The Canadian four-centre study of anaesthetic outcomes: II. Can outcomes be used to assess the quality of anaesthesia care?

Can J Anaesth. 1992 May;39(5 Pt 1):430-9. doi: 10.1007/BF03008706.


Since anaesthesia, unlike medical or surgical specialties, does not constitute treatment, this study sought to determine if methods used to assess medical or surgical outcomes (that is the determination of adverse outcome) are applicable to anaesthesia. Anaesthetists collected information on patient, surgical and anaesthetic factors while data on recovery room and postoperative events were evaluated by research nurses. Data on 27,184 inpatients were collected and the analysis of outcomes determined for the intraoperative, post-anaesthetic care unit and postoperative time periods. Logistic regression was used to control for differences in patient populations across the four hospitals. In addition, a random selection of 115 major events was classified by a panel of anaesthetists into anaesthesia, surgical and patient-disease contributions. Across the three time periods, large variations in minor outcomes were found across the four hospitals; these variations ranged from two- to five-fold after case-mix adjustment (age, physical status, sex, emergency versus elective and length of anaesthesia). The rates of major events and deaths were similar across three hospitals; one hospital had a lower mortality rate (P less than 0.001) but had a higher rate of all major events (P less than 0.0001). Of major events assessed by physician panels, 18.3% had some anaesthetic involvement and no deaths were attributable partially or wholly to anaesthesia. Possible reasons to account for these variations in outcome include compliance in recording events, inadequate case-mix adjustment, differences in interpretation of the variables (despite guidelines) and institutional differences in monitoring, charting and observation protocols. The authors conclude that measuring quality of care in anaesthesia by comparing major outcomes is unsatisfactory since the contribution of anaesthesia to perioperative outcomes is uncertain and that variations may be explained by institutional differences which are beyond the control of the anaesthetist. It is suggested that minor adverse events, particularly those of concern to the patient, should be the next focus for quality improvement in anaesthesia.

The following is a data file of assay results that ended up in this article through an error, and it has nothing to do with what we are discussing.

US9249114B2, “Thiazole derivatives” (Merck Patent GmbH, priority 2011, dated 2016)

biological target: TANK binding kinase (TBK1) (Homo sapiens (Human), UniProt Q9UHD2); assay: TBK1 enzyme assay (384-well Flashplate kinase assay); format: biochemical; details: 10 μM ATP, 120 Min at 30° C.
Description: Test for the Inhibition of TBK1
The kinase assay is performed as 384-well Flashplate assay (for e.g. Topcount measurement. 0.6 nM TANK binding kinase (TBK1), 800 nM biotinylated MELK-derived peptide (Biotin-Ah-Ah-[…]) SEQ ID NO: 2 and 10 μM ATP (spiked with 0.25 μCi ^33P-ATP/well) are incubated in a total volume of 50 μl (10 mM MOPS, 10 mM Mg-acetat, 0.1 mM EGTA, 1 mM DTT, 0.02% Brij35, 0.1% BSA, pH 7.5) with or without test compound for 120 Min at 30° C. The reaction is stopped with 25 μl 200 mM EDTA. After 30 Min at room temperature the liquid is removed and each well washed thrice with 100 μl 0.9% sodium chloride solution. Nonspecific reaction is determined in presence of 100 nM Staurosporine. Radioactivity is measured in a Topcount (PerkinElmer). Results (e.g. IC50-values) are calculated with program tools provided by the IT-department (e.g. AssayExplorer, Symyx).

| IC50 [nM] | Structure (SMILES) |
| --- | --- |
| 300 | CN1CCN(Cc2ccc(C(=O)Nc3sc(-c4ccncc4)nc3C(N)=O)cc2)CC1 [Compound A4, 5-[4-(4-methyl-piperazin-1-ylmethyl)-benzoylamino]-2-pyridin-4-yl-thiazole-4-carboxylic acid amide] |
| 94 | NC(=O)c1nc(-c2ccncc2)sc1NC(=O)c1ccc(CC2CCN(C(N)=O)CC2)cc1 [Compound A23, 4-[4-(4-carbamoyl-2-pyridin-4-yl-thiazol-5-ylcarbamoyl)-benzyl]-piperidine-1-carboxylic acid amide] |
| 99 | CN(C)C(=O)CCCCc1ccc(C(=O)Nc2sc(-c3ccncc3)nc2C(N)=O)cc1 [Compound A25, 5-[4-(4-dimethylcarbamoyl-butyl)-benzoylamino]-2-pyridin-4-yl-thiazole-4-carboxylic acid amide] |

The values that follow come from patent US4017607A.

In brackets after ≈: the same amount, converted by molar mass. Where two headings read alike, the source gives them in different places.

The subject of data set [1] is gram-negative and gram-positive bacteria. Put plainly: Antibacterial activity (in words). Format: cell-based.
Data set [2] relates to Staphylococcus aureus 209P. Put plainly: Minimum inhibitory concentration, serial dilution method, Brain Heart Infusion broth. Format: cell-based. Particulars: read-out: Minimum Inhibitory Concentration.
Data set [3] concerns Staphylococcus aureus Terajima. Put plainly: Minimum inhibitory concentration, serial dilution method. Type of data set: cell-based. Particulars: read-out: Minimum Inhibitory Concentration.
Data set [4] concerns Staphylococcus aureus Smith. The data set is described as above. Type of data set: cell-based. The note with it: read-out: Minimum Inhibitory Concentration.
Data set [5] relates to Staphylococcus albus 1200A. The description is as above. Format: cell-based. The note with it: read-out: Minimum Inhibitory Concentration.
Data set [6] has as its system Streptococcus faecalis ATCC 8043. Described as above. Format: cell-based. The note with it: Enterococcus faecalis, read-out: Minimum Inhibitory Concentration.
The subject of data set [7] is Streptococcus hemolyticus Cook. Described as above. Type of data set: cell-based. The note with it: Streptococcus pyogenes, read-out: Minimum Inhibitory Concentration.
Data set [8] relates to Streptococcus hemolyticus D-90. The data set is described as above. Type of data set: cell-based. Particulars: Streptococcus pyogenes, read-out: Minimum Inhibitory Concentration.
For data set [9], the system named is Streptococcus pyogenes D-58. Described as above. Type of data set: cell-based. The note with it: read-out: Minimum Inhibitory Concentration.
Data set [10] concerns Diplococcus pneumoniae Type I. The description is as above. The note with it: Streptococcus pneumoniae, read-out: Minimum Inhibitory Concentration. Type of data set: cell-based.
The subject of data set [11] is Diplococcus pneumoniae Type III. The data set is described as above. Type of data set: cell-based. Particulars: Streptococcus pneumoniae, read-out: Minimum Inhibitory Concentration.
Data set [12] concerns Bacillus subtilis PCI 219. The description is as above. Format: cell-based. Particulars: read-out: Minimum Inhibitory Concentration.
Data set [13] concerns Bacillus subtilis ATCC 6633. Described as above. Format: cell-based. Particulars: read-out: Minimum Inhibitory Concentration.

Publication types

  • Clinical Trial
  • Multicenter Study
  • Research Support, Non-U.S. Gov't

MeSH terms

  • Anesthesia / adverse effects
  • Anesthesia / mortality
  • Anesthesia / statistics & numerical data*
  • Anesthesia Recovery Period
  • Anesthetics / adverse effects
  • Canada / epidemiology
  • Cause of Death
  • Cerebrovascular Disorders / epidemiology
  • Critical Care / statistics & numerical data
  • Diagnosis-Related Groups
  • Female
  • Heart Arrest / epidemiology
  • Hospital Units / statistics & numerical data
  • Humans
  • Male
  • Middle Aged
  • Monitoring, Intraoperative / statistics & numerical data
  • Myocardial Infarction / epidemiology
  • Outcome Assessment, Health Care*
  • Postoperative Care / statistics & numerical data
  • Quality of Health Care*
  • Time Factors


  • Anesthetics